The walk to Fécamp would be purely delightful if it were not for the fonds. The fonds are the transverse valleys just mentioned - -the channels, for the most part, of small watercourses which discharge themselves into the sea. The downs subside, precipitately, to the level of the beach, and then slowly lift their grassy shoulders on the other side of the gully. As the cliffs are of immense height, these indentations are profound, and drain off a little of the exhilaration of the too elastic pedestrian. The first fonds strike him as delightfully picturesque, and he is down the long slope on one side and up the gigantic hump on the other before he has time to feel hot. But the second is greeted with that tempered empressement with which you bow in the street to an acquaintance with whom you have met half an hour before; the third is a stale repetition; the fourth is decidedly one too many, and the fifth is sensibly exasperating. The fonds, in a word, are very tiresome. It was, if I remember rightly, in the bottom of the last and widest of the series that I discovered the little town of Yport. Every little fishing village on the Norman coast has, within the last ten years, set up in business as a watering-place; and, though one might fancy that Nature had condemned Yport to modest obscurity, it is plain that she has no idea of being out of the fashion. But she is a miniature imitation of her rivals. She has a meagre little wood behind her and an evil-smelling beach, on which bathing is possible only at the highest tide. At the scorching midday hour at which I inspected her she seemed absolutely empty, and the ocean, beyond acres of slippery seaweed, looked very far away. She has everything that a properly appointed station de bains should have, but everything is on a Lilliputian scale. The whole place looked like a huge Nuremburg toy. There is a diminutive hotel, in which, properly, the head waiter should be a pigmy and the chambermaid a sprite, and beside it there is a Casino on the smallest possible scale. Everything about the Casino is so harmoniously undersized that it seems a matter of course that the newspapers in the reading-room should be printed in the very finest type. Of course there is a reading-room, and a dancing-room ,and a café, and a billiard-room, with a bagatelle board instead of a table, and a little terrace on which you may walk up and down with very short steps. I hope the prices are as tiny as everything else, and I suspect, indeed, that Yport honestly claims, not that she is attractive, but that she is cheap.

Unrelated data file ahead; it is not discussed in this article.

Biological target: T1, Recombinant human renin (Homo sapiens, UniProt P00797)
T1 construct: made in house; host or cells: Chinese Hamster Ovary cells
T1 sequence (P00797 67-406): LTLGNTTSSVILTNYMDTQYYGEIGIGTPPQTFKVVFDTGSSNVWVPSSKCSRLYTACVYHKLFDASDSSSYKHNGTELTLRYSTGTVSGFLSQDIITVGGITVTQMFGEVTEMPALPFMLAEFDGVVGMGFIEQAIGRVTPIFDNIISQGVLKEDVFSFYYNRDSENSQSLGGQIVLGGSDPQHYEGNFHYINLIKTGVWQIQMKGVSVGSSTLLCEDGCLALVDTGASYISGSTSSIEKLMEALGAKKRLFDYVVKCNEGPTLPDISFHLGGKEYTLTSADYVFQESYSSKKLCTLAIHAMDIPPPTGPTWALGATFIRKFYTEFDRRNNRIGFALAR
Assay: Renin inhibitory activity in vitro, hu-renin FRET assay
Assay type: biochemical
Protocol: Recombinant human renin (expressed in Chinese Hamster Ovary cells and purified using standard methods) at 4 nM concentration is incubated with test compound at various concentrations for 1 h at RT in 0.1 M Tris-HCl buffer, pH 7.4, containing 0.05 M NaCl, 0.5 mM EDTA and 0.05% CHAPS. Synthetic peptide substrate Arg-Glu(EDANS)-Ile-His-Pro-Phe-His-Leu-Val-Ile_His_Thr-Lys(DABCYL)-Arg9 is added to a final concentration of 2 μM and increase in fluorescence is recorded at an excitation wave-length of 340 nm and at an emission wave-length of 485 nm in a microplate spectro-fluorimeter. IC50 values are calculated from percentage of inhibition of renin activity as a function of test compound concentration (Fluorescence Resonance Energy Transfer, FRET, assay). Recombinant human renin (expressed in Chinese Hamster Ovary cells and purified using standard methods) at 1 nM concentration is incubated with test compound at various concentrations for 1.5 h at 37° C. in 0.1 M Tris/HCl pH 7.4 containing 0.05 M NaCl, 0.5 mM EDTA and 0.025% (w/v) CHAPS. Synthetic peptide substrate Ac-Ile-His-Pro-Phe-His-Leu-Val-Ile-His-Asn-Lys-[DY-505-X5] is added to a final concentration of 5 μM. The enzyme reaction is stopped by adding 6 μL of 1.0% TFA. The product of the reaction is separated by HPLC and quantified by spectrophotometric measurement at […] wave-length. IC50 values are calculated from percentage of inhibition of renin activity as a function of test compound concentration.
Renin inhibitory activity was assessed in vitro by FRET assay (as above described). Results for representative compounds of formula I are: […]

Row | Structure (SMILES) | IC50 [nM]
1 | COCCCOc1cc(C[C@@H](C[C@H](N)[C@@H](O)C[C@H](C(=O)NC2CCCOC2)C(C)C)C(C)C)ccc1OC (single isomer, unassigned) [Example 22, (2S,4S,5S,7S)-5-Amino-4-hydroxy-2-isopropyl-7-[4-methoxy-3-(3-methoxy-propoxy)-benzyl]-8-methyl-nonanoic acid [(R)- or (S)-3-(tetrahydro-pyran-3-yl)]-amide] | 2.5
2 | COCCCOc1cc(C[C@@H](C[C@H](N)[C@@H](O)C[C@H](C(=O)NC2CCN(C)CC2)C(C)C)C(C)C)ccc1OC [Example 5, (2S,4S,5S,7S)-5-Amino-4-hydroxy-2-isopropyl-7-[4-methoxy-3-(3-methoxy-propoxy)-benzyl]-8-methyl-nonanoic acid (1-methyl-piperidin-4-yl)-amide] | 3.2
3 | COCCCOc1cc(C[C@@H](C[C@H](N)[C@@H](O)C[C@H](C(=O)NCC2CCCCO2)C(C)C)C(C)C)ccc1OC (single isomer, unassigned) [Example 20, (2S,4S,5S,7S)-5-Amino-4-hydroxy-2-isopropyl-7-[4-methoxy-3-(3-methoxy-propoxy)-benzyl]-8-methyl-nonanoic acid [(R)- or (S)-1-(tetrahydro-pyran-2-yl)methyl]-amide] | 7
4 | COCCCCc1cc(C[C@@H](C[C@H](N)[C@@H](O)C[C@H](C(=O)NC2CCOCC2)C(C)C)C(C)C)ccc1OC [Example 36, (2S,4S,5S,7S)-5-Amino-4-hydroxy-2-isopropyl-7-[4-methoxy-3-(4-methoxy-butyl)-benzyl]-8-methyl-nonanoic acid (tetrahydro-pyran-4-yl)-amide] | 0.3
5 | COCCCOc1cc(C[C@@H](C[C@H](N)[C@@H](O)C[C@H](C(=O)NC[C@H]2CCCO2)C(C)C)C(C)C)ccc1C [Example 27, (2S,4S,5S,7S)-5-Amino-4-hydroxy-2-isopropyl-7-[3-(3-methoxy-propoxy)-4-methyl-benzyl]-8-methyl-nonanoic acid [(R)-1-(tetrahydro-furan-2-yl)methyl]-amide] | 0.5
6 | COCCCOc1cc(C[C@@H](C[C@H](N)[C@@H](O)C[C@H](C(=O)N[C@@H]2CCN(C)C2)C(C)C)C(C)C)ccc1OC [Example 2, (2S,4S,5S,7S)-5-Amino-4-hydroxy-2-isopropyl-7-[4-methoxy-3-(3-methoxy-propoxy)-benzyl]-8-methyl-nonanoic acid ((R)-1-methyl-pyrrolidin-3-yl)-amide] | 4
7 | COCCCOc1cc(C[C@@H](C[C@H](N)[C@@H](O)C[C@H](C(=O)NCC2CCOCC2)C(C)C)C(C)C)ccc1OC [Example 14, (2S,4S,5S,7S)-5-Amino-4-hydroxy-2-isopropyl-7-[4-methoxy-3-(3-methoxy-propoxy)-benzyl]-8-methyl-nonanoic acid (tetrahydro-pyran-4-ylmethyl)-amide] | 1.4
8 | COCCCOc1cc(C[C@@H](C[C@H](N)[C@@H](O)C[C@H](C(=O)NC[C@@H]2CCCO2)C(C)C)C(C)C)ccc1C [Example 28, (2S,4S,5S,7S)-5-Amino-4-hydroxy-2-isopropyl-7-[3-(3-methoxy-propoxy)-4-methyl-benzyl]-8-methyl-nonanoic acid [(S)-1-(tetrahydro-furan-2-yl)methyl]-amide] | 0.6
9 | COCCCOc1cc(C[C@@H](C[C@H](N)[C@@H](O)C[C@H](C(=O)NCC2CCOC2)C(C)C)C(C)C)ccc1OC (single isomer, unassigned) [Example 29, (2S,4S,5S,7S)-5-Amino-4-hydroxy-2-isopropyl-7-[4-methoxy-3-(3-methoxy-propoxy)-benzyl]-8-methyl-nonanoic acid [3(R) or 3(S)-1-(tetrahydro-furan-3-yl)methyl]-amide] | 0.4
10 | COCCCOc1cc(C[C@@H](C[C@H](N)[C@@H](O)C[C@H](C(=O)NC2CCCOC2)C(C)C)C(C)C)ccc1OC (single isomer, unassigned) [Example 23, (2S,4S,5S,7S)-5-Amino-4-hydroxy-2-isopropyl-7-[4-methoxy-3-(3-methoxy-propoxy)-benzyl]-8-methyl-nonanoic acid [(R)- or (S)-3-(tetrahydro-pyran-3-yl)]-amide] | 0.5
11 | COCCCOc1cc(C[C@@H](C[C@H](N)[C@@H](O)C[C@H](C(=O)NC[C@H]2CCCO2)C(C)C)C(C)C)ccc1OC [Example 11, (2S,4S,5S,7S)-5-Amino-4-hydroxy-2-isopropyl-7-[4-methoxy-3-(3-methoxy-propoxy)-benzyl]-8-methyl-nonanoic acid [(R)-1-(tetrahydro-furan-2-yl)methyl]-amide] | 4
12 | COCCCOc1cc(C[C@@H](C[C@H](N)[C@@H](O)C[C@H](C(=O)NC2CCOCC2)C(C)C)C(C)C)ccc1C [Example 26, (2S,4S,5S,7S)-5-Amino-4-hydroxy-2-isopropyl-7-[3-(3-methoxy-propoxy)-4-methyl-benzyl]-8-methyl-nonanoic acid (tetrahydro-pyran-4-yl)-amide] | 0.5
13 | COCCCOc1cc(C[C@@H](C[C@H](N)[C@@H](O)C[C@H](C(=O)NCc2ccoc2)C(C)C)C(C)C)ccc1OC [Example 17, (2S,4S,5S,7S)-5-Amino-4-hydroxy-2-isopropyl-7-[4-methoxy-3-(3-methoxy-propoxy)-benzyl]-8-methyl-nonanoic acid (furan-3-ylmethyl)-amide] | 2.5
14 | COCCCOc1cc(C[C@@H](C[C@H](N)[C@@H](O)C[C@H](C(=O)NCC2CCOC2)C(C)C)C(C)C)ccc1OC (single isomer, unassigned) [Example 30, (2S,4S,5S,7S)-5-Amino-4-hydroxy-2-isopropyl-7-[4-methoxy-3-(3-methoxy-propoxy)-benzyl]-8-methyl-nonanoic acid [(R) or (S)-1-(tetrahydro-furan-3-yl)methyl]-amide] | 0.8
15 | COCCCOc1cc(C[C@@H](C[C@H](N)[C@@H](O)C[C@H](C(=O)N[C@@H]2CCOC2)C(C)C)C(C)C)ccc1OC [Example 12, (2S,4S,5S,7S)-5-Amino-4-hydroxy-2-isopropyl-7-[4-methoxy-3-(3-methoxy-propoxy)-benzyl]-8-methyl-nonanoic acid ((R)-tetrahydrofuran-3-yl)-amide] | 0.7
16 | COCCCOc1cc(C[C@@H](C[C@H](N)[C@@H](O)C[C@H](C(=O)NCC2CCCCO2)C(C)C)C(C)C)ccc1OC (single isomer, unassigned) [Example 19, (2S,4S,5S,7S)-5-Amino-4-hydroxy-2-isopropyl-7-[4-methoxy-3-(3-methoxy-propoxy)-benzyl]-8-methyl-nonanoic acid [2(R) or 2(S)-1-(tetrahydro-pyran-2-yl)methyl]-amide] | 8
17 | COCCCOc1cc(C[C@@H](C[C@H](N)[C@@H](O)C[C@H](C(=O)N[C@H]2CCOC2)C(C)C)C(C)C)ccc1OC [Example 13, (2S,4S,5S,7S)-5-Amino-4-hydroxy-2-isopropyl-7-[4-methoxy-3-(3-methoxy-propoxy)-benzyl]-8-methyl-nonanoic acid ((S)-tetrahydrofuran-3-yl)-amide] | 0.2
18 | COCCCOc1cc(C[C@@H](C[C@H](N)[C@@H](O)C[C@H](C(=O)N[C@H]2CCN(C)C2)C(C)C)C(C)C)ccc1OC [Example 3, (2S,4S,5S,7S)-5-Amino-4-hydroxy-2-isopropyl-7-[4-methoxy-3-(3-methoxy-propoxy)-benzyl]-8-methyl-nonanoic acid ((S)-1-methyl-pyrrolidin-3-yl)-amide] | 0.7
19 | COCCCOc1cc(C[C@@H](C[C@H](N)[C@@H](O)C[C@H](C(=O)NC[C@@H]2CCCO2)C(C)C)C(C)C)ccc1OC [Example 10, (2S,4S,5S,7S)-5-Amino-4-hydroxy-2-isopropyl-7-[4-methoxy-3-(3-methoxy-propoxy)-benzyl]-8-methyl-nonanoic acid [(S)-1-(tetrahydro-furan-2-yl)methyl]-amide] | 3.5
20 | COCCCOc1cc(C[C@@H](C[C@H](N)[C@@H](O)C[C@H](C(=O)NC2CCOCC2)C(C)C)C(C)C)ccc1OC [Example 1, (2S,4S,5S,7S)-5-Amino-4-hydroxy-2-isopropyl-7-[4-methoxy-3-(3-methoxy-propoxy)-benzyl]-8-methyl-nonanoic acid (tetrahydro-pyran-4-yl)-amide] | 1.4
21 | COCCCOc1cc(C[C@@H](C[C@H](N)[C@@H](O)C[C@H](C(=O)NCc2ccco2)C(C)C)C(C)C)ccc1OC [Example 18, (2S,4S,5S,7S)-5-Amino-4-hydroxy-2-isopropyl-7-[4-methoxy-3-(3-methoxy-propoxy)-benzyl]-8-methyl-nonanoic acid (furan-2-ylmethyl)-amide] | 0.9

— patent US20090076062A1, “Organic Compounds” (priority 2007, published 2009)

I toiled up the perpendicular cliff again, and took my way over the grass, for another hour, to Fécamp, where I found the peculiarities of Yport directly reversed. The place is a huge, straggling village, seated along a wide, shallow bay, and adorned, of course, with the classic Casino and the row of hotels. But all this is on a very brave scale, though it is not manifest that the bravery of Fécamp has won a victory; and, indeed, the local attractions did not strike me as irresistible. A pebbly beach of immense length, fenced off from the town by a grassy embankment; a Casino of a bold and unsociable aspect; a principal inn, with an interminable brown façade, suggestive somehow of an asylum or an almshouse - -such are the most striking features of this particular watering-place. There are magnificent cliffs on each side of the hay, but, as the French say, without impropriety, it is the devil to get to them. There was no one in the hotel, in the Casino, or on the beach; the whole town being in the act of climbing the further cliff, to reach the downs on which the races were to be held. The green hillside was black with trudging spectators and the long sky line was fretted with them. When I say there was no one at the inn, I forget the gentleman at the door who informed me positively that he would give me no breakfast; he seemed to have staid at home from the races expressly to give himself this pleasure. But I went further and fared better, and procured a meal of homely succulence, in an unfashionable tavern, in a back street, where the wine was sound, the cutlets tender, and the serving-maid rosy. Then I walked along - -for a mile, it seemed - -through a dreary, grey grand rue, where the sunshine was hot, the odours portentous, and the doorsteps garnished with aged fishwives, retired from business, whose plaited linen coifs looked picturesquely white, and their faces picturesquely brown. I inspected the harbour and it's goodly basin - -with nothing in it - -and certain pink and blue houses, which surround it, and then, joining the last stragglers, I clambered up the side of the cliff to the downs.